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Sunday 4 December 2016

Levy advice from Pensions Board ignored by Cabinet

State body warned some schemes would be forced into winding up

Fiach Kelly and Charlie Weston

Published 10/08/2011 | 05:00

THE Government turned down its own official advice when it introduced the controversial levy on private pensions funds, it has emerged.

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The Pensions Board, the state body charged with advising the Government on pensions policy, warned the levy would force some schemes that are already in deficit to wind up.

Similar concerns were expressed to Cabinet by officials in the Department of Finance and in the Department of Social Protection.

A confidential briefing, secured by Fianna Fail, shows that Pensions Board chief executive Brendan Kennedy told the minister with responsibility for pensions, Joan Burton, that the levy would impact on the ability of schemes to pay benefits to members.

A briefing note prepared by the Pensions Board and marked "highly confidential", states: "Approximately 75pc of defined benefit pension schemes are currently in deficit.

"Paying a 0.5pc levy will add to the schemes' deficit position. A reduction in the assets of the scheme is likely to impact on the ability of a scheme to pay benefits to its members . . . it is possible that the introduction of a levy will force some schemes in deficit to wind up."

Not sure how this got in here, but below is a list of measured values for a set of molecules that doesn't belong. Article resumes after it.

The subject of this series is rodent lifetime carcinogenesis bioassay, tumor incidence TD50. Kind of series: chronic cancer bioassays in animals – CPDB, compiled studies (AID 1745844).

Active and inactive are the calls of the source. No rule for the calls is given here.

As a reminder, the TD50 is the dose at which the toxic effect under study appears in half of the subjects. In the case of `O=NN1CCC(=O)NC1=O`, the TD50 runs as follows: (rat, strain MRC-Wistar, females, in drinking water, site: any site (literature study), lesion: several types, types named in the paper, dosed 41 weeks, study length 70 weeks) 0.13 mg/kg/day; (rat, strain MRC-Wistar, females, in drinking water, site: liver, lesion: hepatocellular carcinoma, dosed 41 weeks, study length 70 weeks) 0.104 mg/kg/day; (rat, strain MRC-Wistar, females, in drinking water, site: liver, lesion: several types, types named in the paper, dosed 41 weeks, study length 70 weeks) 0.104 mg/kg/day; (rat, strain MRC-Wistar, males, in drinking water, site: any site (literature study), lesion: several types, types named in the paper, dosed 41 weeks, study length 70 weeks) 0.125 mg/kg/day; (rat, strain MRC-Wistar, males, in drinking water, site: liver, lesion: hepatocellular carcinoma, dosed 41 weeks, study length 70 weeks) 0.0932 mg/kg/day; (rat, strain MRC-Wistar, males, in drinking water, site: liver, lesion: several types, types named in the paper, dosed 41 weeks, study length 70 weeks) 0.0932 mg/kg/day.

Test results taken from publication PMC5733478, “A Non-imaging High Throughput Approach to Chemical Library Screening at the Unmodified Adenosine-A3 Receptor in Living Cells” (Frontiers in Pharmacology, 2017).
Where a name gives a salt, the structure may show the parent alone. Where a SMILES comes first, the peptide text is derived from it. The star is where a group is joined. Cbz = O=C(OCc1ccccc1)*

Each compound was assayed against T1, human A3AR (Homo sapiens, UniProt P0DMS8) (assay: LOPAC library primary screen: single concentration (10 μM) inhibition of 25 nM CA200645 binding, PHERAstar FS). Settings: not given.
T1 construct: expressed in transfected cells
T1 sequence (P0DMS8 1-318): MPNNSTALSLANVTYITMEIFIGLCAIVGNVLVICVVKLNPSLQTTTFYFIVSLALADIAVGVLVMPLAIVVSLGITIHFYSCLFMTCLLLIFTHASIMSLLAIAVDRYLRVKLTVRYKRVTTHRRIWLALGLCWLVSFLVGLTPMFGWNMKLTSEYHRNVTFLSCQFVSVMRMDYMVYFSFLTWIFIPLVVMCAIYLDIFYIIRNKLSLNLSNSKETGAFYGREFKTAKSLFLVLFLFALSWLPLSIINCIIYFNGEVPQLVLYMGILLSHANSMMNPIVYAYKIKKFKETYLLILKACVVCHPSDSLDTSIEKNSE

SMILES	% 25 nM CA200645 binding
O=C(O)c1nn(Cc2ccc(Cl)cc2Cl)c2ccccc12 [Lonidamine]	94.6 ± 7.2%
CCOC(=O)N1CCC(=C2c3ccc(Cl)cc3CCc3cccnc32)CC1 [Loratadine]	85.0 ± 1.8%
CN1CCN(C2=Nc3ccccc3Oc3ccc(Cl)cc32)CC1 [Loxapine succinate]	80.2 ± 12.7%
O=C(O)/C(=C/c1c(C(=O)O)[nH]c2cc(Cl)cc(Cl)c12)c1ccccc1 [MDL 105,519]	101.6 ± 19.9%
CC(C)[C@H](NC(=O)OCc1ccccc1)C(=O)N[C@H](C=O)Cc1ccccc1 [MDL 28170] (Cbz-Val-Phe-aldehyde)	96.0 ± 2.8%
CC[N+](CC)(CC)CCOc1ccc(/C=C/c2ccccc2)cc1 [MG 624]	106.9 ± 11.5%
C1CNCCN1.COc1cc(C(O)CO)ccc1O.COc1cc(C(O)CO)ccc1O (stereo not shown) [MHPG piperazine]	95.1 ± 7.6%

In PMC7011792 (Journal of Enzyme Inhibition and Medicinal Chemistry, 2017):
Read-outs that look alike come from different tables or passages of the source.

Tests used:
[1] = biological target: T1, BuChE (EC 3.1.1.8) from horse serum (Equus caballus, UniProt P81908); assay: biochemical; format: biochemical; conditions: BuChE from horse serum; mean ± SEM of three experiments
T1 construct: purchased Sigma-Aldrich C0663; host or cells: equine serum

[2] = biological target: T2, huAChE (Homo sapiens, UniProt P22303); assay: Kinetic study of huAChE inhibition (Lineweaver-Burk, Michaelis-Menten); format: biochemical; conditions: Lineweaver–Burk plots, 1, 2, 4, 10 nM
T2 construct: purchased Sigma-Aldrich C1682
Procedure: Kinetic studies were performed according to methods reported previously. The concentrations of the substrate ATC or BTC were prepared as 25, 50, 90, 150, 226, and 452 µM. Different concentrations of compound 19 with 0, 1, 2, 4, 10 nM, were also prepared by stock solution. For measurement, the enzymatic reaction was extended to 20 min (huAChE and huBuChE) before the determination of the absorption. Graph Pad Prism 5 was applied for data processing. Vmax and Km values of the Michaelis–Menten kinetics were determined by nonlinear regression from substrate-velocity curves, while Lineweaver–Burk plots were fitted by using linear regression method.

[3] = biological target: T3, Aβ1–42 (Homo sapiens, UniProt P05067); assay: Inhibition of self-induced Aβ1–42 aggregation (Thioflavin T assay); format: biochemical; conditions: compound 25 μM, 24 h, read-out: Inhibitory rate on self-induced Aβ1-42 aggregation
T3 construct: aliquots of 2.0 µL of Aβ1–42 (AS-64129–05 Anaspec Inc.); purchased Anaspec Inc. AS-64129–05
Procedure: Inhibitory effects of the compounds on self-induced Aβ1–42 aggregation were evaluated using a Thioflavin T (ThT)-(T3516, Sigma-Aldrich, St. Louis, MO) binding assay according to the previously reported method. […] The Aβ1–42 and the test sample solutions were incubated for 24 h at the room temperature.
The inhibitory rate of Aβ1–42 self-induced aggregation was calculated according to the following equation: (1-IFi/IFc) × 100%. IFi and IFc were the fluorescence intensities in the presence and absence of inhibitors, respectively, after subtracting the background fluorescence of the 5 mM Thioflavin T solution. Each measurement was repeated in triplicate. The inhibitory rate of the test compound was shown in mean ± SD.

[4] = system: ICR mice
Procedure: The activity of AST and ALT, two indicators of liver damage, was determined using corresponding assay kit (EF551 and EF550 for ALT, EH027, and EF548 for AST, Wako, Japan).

Chairwoman of the Pensions Board Jane Williams wrote separately to Ms Burton on April 20 this year warning of the impact the levy would have on scheme solvency and equity among pension contributors.

And the correspondence from the Pensions Board clearly sets out the view of the board that Approved Retirement Funds (ARFs), traditionally used by wealthy individuals, should be included in any levy.

This advice was ultimately ignored by the Government.

The letter states: "If it is decided to include the assets of occupational schemes corresponding to the obligations to retired members, consistent treatment of ARFs should be considered. It's important that any changes are consistent between different forms of pensions and do not create any anomalies."

Impact

Fianna Fail finance spokesman Michael McGrath said it was clear from the documents that the Government was aware of the concerns the Pensions Board had about the impact of a levy on private pension funds and that the levy could result in schemes being wound up.

"These concerns were completely ignored by the Government," the TD said.

Mr McGrath accused Finance Minister Michael Noonan of failing to reveal the official advice he received when he answered questions on the issue in the Dail.

A spokesman for the minister denied this. "There was no formal consultation by the minister or the Department of Finance with the Pensions Board in advance of the Government's decision to introduce the pension levy to fund the Jobs Initiative," the spokesman said.

Last May, the Government announced it would impose a 0.6pc levy on pension funds for four years to generate €470m a year to fund up to 100,000 jobs.

Irish Independent

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